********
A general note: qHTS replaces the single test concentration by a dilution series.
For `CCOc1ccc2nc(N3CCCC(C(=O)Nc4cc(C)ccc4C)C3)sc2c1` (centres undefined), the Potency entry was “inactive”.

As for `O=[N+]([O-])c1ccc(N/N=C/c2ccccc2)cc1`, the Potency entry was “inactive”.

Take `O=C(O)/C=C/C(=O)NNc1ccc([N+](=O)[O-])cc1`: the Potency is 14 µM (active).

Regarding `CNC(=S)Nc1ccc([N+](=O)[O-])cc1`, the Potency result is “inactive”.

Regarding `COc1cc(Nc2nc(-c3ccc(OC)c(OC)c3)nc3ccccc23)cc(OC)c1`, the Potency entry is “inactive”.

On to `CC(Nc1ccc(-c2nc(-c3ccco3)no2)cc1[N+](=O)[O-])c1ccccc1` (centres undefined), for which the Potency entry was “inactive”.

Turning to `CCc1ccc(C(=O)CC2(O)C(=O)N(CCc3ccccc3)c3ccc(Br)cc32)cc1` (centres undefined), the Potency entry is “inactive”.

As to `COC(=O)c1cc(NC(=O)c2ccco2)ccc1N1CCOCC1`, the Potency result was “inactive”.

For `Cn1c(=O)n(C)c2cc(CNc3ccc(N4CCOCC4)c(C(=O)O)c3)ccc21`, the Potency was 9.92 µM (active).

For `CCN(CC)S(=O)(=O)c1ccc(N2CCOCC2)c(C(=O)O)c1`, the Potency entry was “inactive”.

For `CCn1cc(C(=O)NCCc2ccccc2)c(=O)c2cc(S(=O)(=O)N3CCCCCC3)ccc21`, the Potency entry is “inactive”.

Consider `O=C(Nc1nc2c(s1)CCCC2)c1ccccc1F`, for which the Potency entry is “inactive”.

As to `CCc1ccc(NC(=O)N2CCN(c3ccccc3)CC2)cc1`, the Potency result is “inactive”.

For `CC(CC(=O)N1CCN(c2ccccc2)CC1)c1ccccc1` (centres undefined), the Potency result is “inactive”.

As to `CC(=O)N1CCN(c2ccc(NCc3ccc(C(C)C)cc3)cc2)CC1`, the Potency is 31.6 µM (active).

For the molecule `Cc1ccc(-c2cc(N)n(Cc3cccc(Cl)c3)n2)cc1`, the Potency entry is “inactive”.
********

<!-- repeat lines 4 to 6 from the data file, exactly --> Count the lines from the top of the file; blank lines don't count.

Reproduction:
Take `O=C(O)/C=C/C(=O)NNc1ccc([N+](=O)[O-])cc1`: the Potency is 14 µM (active).

Regarding `CNC(=S)Nc1ccc([N+](=O)[O-])cc1`, the Potency result is “inactive”.

Regarding `COc1cc(Nc2nc(-c3ccc(OC)c(OC)c3)nc3ccccc23)cc(OC)c1`, the Potency entry is “inactive”.